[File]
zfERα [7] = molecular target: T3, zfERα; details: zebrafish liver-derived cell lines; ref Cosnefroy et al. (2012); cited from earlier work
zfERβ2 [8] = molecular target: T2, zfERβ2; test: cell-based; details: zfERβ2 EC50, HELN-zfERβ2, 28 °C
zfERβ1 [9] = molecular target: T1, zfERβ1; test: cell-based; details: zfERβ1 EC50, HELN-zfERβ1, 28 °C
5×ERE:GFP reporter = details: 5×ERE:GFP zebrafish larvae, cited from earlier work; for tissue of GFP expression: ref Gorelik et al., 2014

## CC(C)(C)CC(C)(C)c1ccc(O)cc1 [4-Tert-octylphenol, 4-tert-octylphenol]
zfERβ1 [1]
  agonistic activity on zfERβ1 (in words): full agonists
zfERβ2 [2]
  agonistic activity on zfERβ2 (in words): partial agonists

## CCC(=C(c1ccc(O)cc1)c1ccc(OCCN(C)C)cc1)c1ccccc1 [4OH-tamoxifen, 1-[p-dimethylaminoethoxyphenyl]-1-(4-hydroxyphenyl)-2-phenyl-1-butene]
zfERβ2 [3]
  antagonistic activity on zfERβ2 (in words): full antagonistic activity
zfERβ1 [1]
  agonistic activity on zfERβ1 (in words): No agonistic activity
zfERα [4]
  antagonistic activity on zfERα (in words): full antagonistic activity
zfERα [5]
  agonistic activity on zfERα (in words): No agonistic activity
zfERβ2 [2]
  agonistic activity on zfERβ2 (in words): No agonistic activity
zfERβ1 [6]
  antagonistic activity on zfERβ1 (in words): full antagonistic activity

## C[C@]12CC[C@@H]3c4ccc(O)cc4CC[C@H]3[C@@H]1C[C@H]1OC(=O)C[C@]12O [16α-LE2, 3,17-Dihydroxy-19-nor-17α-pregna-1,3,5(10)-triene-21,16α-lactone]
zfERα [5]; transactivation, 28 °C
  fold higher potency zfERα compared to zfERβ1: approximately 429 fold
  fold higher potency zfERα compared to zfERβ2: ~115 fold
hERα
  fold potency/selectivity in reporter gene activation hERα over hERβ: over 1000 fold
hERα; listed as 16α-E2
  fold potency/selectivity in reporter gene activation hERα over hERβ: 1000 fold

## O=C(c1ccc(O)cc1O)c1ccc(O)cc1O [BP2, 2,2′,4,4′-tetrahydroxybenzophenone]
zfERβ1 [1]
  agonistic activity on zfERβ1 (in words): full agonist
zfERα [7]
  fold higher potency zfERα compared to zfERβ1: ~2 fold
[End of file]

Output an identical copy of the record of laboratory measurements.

zfERα [7] = molecular target: T3, zfERα; details: zebrafish liver-derived cell lines; ref Cosnefroy et al. (2012); cited from earlier work
zfERβ2 [8] = molecular target: T2, zfERβ2; test: cell-based; details: zfERβ2 EC50, HELN-zfERβ2, 28 °C
zfERβ1 [9] = molecular target: T1, zfERβ1; test: cell-based; details: zfERβ1 EC50, HELN-zfERβ1, 28 °C
5×ERE:GFP reporter = details: 5×ERE:GFP zebrafish larvae, cited from earlier work; for tissue of GFP expression: ref Gorelik et al., 2014

## CC(C)(C)CC(C)(C)c1ccc(O)cc1 [4-Tert-octylphenol, 4-tert-octylphenol]
zfERβ1 [1]
  agonistic activity on zfERβ1 (in words): full agonists
zfERβ2 [2]
  agonistic activity on zfERβ2 (in words): partial agonists

## CCC(=C(c1ccc(O)cc1)c1ccc(OCCN(C)C)cc1)c1ccccc1 [4OH-tamoxifen, 1-[p-dimethylaminoethoxyphenyl]-1-(4-hydroxyphenyl)-2-phenyl-1-butene]
zfERβ2 [3]
  antagonistic activity on zfERβ2 (in words): full antagonistic activity
zfERβ1 [1]
  agonistic activity on zfERβ1 (in words): No agonistic activity
zfERα [4]
  antagonistic activity on zfERα (in words): full antagonistic activity
zfERα [5]
  agonistic activity on zfERα (in words): No agonistic activity
zfERβ2 [2]
  agonistic activity on zfERβ2 (in words): No agonistic activity
zfERβ1 [6]
  antagonistic activity on zfERβ1 (in words): full antagonistic activity

## C[C@]12CC[C@@H]3c4ccc(O)cc4CC[C@H]3[C@@H]1C[C@H]1OC(=O)C[C@]12O [16α-LE2, 3,17-Dihydroxy-19-nor-17α-pregna-1,3,5(10)-triene-21,16α-lactone]
zfERα [5]; transactivation, 28 °C
  fold higher potency zfERα compared to zfERβ1: approximately 429 fold
  fold higher potency zfERα compared to zfERβ2: ~115 fold
hERα
  fold potency/selectivity in reporter gene activation hERα over hERβ: over 1000 fold
hERα; listed as 16α-E2
  fold potency/selectivity in reporter gene activation hERα over hERβ: 1000 fold

## O=C(c1ccc(O)cc1O)c1ccc(O)cc1O [BP2, 2,2′,4,4′-tetrahydroxybenzophenone]
zfERβ1 [1]
  agonistic activity on zfERβ1 (in words): full agonist
zfERα [7]
  fold higher potency zfERα compared to zfERβ1: ~2 fold